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Pixel Density: Pixels Per Inch (PPI) Explained

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One of the key battlegrounds in mobile technology this year has been the race to produce smartphones and tablets with higher pixel densities. The latest smartphones have pixel densities of up to 468ppi. What does this mean and should pixel density be an important consideration when buying your next smartphone?


What Is Pixel Density and PPI?


The Eye.jpgA mobile phone display has thousands (or even millions) of individual pixels. Pixels stand for picture elements – they’re the basic building blocks on a smartphone display. Images are formed by directing the millions of pixels to change colour in unison. By changing each pixel to give the desired colour, smartphones can produce almost any image.


There are many factors to consider when comparing smartphone displays. A popular point of contention has been the way pixels produce light. Organic LED displays and LCD displays produce light in a different way. This leads to differences in how the displays look – OLEDs have a higher contrast ratio whereas LCDs give a brighter image. Other people will look at how individual pixels are formed – the subpixel arrangement can greatly affect the readability of a display. Finally, there’s pixel density. This has captured the most attention in the past year and it’s where we’ve seen the biggest developments.


Simply put, pixel density is a measure of how close together the pixels are packed on your smartphone’s display. The most popular way to measure pixel density is “pixels per inch”. This is often abbreviated as ppi.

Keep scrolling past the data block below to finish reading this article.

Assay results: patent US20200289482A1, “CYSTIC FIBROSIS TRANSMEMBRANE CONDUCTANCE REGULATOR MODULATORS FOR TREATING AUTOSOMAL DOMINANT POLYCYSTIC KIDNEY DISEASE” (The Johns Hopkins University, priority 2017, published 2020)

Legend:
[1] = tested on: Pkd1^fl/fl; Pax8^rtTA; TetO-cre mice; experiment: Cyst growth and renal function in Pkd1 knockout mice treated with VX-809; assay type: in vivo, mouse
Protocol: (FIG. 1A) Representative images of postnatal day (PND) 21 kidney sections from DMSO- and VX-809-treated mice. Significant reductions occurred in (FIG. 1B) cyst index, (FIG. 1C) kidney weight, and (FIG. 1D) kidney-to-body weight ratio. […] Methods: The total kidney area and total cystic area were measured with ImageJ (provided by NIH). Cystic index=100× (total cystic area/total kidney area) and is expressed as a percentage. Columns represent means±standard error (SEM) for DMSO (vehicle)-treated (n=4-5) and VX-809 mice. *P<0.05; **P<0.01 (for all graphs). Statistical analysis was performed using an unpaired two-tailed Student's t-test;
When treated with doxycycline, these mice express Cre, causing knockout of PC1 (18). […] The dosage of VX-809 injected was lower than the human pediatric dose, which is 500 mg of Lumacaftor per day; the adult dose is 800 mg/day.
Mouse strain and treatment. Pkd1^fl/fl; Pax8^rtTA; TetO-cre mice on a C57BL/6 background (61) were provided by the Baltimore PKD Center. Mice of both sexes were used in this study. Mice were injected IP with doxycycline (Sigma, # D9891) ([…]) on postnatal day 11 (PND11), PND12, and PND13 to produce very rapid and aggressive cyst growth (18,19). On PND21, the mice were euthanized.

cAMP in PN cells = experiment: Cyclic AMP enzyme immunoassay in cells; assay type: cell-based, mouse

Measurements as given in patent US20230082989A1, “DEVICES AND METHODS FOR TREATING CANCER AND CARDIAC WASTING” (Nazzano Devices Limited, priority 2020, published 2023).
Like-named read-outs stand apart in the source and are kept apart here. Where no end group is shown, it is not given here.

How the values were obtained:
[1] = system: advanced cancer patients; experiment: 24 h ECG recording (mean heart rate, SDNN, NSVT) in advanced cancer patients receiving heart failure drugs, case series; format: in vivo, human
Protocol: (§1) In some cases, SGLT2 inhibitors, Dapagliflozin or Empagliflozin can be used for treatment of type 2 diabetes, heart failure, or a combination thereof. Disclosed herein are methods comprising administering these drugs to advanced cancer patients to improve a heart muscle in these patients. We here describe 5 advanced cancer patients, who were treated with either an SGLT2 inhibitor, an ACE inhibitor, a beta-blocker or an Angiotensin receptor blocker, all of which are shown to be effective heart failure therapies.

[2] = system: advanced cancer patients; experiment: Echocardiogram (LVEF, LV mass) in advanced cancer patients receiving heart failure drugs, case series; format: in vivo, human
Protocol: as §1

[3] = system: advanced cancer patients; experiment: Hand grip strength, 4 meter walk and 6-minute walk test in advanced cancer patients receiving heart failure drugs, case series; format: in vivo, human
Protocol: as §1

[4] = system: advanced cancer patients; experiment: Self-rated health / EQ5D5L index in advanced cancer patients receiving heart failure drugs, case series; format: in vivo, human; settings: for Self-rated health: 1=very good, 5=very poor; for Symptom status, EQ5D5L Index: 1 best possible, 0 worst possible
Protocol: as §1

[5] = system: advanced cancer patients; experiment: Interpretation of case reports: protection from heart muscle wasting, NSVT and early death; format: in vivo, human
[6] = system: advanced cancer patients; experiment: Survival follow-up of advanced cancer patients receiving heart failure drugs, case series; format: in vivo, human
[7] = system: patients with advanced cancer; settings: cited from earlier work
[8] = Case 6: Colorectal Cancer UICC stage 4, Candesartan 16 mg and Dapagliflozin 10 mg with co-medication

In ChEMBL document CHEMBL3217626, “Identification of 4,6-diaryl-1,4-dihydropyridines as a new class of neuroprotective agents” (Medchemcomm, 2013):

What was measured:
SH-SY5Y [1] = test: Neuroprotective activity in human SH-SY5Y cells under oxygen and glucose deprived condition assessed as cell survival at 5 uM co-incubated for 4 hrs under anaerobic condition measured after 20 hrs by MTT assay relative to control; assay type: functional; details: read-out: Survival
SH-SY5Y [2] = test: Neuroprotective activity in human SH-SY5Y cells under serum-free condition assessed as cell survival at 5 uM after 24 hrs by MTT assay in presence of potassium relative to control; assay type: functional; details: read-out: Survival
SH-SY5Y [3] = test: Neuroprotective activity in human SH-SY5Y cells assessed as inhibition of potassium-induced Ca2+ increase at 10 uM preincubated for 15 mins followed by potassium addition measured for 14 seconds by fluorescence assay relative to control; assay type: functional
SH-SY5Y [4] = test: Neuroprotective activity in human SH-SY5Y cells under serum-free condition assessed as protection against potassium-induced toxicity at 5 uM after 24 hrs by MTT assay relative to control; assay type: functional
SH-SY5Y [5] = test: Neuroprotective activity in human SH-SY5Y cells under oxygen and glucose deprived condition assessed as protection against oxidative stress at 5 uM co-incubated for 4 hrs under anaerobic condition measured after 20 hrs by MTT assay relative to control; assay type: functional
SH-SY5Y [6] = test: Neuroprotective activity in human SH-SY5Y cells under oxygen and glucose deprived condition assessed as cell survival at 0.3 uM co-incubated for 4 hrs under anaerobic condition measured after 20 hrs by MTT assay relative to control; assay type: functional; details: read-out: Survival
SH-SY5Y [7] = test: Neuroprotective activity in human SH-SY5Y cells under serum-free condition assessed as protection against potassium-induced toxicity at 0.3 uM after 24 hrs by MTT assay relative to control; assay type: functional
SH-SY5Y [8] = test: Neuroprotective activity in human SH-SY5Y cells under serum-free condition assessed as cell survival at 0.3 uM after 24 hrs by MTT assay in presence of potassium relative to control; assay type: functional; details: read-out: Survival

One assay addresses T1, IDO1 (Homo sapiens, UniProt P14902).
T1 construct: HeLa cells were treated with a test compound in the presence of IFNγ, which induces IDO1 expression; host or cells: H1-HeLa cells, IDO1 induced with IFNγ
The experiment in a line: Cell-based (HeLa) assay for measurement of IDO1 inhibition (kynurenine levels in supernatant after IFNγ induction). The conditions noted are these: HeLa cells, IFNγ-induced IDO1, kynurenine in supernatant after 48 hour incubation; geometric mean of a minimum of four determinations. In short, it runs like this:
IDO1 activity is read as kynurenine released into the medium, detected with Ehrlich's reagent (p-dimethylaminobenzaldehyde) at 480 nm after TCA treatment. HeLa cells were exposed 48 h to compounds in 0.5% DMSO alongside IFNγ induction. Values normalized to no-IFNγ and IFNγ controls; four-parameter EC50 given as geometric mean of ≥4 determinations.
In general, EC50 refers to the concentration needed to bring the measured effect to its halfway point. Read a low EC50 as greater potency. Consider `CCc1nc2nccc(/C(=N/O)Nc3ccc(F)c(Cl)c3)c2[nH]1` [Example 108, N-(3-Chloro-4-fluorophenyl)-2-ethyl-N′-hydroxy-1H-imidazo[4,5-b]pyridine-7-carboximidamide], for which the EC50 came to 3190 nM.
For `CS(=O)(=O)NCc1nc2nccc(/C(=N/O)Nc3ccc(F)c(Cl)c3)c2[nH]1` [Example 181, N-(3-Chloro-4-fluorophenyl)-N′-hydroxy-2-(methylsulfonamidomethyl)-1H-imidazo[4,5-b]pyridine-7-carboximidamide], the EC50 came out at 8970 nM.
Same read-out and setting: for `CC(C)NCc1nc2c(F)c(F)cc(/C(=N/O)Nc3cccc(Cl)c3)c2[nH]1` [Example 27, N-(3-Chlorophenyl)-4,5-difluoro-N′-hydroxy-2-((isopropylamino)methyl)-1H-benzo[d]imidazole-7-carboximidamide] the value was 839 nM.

The following diagram illustrates the meaning of “pixels per inch”. We’ve considered a hypothetical display that measures 1-inch in each direction. Pixels are shown as a grey square. Starting from the leftmost example, we have a display with just one pixel. The one pixel takes up the entire display. In this example, there’s one pixel for one inch of display. We say the display has a pixel density of 1ppi.


Moving rightwards to the next image, the number of pixels has been doubled in both directions. The pixel density has also doubled to 2ppi. The pattern continues as we move to 4ppi and 8ppi.

Meaning of PPI.png

As pixel density is increased, the display is able to show more details in an image. The following diagram shows the effect of increasing pixel density. We’ve shown a heart on our one-inch square display. As pixel density is increased to higher ppis, finer details can be seen. The image becomes progressively clear.


Example of PPI Doubling.jpg
An increased pixel density allows for more detail to be shown. Displays with a higher pixel density will give clearer and sharper images.


A key thing to note is that when pixel density is doubled, the amount of information shown is quadrupled. Taking an example from the diagram above, as we go from 1ppi to 2ppi the pixel density doubles. At the same time, the pixel count quadruples. From 2ppi to 4ppi, we see the same pattern. A doubling of pixel density leads to a quadrupling of pixel count. As we move towards smartphones with a higher pixel density, the amount of information shown increases even faster.


Pixel Density (Pixels Per Inch/PPI)

Pixels Per Square Inch




4 (double ppi = quadruple pixel count)





218ppi (Galaxy S II)


306ppi (Galaxy S III)


326ppi (iPhone 5 Retina Display)


441ppi (Galaxy S4)


468ppi (HTC One)


“Pixels per square inch” is a much better indicator of image quality. When pixel density doubles, the “pixels per square inch” will quadruple. Compared to the iPhone 5 (326ppi), the HTC One (468ppi) offers 43% more pixels per inch. However, the “pixels per square inch” has actually increased by 106%. Picture quality has improved by more than is expected.


How to Calculate Pixel Density


To calculate the pixel density of your smartphone, start by taking its resolution. You can look at the resolution in either the horizontal or vertical directions. Once you have the resolution, measure the length of the display. This should be recorded in inches (2.54cm = 1 inch). By dividing the two numbers, you’ll end up with the “pixels per inch” (ppi).